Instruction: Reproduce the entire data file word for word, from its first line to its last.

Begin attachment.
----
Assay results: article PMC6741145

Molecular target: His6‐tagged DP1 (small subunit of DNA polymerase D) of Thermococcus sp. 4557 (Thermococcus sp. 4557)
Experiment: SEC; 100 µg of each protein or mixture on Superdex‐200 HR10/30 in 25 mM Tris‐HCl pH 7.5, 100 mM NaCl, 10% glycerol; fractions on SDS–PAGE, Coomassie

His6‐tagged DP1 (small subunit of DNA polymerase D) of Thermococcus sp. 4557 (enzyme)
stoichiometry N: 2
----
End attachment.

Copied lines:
Assay results: article PMC6741145

Molecular target: His6‐tagged DP1 (small subunit of DNA polymerase D) of Thermococcus sp. 4557 (Thermococcus sp. 4557)
Experiment: SEC; 100 µg of each protein or mixture on Superdex‐200 HR10/30 in 25 mM Tris‐HCl pH 7.5, 100 mM NaCl, 10% glycerol; fractions on SDS–PAGE, Coomassie

His6‐tagged DP1 (small subunit of DNA polymerase D) of Thermococcus sp. 4557 (enzyme)
stoichiometry N: 2